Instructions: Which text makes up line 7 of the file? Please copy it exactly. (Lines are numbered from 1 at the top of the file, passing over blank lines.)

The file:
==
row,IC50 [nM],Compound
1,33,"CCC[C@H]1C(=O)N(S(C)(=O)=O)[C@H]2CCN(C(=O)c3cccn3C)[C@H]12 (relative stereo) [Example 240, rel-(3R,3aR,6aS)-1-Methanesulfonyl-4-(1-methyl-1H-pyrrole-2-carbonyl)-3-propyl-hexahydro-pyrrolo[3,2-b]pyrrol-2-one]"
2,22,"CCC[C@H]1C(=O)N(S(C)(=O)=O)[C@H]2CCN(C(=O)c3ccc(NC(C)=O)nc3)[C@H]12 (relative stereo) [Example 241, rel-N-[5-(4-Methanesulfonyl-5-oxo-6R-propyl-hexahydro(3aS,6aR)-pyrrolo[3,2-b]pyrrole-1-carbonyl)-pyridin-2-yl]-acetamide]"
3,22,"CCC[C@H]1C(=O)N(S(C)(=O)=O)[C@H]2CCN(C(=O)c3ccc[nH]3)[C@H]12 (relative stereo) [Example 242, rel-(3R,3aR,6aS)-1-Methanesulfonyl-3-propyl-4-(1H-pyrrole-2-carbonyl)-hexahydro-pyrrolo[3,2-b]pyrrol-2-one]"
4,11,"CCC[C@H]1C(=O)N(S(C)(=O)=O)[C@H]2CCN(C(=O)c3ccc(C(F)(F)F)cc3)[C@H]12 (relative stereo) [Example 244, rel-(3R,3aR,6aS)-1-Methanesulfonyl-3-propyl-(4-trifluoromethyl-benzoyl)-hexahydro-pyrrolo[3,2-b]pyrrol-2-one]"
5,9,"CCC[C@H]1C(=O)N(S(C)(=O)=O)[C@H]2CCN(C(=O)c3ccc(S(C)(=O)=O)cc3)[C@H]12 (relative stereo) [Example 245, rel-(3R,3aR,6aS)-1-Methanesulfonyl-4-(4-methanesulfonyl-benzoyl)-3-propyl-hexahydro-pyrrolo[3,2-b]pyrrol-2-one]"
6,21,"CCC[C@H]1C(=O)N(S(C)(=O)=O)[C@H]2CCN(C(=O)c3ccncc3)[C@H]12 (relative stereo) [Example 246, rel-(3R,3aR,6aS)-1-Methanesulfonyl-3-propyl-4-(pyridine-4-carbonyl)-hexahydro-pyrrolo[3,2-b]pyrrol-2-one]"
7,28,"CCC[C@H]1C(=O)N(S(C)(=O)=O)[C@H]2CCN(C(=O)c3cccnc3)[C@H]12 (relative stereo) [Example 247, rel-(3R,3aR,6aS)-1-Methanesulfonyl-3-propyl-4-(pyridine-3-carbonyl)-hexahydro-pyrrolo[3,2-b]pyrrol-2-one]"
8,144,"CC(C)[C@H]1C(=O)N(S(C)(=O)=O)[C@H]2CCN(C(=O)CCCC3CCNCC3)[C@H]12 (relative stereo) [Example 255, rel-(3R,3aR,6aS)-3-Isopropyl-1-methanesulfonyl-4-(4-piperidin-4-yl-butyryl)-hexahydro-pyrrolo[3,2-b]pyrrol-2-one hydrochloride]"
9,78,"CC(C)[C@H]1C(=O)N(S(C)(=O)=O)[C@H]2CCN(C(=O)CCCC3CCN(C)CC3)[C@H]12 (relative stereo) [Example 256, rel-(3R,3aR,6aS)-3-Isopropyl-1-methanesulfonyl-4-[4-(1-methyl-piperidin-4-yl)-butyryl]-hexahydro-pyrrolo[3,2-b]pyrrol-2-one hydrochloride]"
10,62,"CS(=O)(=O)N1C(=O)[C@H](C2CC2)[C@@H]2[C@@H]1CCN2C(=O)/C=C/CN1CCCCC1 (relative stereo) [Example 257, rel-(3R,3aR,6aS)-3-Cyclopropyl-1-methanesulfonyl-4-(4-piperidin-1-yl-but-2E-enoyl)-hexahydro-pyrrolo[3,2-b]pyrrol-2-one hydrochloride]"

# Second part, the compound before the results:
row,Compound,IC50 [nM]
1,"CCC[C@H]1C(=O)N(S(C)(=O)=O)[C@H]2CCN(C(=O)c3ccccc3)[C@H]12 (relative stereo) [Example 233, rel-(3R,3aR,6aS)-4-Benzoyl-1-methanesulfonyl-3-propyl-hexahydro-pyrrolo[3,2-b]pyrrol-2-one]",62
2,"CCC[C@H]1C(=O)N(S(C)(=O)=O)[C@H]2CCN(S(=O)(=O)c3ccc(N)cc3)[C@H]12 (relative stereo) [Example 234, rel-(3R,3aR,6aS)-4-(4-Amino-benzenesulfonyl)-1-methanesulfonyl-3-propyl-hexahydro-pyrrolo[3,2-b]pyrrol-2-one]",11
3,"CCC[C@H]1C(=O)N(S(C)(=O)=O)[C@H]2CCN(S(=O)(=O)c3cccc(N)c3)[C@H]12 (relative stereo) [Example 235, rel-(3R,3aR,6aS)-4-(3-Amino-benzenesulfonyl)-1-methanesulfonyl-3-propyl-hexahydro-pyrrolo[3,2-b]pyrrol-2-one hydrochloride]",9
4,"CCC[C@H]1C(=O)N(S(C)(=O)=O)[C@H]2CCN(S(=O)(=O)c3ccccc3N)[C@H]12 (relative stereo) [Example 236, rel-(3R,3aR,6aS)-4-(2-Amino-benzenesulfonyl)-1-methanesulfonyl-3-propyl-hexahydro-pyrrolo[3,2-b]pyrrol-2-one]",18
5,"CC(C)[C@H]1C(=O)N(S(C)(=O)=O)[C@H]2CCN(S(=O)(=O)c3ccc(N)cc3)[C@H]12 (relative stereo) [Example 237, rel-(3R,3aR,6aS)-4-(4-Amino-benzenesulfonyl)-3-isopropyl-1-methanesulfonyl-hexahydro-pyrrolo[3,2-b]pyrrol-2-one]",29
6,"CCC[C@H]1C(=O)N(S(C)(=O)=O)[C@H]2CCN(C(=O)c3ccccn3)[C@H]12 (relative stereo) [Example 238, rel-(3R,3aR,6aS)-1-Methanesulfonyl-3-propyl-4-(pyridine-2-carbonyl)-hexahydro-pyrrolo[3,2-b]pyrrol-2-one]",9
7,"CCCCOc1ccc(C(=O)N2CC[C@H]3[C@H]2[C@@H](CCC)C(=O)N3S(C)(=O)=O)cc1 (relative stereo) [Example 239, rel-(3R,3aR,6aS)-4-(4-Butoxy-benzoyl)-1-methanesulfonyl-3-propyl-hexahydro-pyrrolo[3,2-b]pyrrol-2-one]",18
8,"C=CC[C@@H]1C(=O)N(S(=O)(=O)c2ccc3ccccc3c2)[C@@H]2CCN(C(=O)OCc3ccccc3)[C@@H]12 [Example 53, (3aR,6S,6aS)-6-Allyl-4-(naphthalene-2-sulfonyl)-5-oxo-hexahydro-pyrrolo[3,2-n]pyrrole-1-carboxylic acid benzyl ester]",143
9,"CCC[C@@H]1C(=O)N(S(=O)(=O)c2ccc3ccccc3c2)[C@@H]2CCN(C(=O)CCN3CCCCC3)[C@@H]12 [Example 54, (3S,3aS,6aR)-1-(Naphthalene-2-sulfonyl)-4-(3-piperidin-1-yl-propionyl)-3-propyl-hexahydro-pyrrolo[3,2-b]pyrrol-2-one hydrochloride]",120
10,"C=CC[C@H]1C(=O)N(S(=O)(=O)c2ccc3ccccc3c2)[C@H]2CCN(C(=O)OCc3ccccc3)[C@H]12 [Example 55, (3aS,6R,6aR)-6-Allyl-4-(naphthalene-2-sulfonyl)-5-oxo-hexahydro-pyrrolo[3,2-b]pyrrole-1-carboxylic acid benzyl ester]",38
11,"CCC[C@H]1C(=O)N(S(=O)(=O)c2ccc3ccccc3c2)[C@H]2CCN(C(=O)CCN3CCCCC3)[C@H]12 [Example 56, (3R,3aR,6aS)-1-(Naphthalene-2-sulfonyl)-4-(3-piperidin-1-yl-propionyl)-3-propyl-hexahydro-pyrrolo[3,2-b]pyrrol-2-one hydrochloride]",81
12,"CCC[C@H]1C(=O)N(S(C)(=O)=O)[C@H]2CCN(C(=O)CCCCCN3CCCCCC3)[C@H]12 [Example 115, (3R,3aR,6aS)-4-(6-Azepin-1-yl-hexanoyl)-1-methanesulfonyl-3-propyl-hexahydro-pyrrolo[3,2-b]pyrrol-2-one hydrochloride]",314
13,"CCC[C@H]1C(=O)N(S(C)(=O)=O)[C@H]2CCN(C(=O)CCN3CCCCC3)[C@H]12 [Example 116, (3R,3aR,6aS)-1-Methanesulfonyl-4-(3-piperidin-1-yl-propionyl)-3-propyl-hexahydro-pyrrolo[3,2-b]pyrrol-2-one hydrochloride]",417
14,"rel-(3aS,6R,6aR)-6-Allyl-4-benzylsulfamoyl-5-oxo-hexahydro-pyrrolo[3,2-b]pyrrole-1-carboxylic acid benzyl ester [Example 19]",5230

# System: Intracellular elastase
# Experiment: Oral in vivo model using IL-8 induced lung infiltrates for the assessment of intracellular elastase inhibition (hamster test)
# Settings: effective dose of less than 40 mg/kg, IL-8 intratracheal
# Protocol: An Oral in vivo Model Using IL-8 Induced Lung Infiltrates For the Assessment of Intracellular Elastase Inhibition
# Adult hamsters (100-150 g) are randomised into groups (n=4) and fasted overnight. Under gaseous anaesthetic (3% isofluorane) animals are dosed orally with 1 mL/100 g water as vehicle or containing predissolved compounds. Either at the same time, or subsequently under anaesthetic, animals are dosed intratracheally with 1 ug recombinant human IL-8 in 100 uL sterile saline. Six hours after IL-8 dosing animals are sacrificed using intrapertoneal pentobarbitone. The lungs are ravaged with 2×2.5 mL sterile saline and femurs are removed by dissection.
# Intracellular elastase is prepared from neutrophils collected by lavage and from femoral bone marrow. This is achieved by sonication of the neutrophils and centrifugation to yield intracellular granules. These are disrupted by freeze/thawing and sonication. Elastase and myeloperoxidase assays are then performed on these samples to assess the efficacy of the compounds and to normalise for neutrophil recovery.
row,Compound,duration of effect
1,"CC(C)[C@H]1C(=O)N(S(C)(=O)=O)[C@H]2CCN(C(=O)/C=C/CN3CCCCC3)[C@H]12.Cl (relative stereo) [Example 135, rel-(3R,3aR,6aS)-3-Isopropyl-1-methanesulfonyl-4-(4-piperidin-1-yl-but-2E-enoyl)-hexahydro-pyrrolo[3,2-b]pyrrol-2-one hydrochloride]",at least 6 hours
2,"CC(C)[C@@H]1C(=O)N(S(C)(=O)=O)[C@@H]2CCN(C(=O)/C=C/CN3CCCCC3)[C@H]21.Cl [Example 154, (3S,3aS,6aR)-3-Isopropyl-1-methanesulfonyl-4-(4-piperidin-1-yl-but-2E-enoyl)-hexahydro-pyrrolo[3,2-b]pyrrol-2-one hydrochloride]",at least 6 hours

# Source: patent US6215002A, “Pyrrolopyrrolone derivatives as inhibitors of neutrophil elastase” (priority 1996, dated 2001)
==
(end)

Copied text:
6,21,"CCC[C@H]1C(=O)N(S(C)(=O)=O)[C@H]2CCN(C(=O)c3ccncc3)[C@H]12 (relative stereo) [Example 246, rel-(3R,3aR,6aS)-1-Methanesulfonyl-3-propyl-4-(pyridine-4-carbonyl)-hexahydro-pyrrolo[3,2-b]pyrrol-2-one]"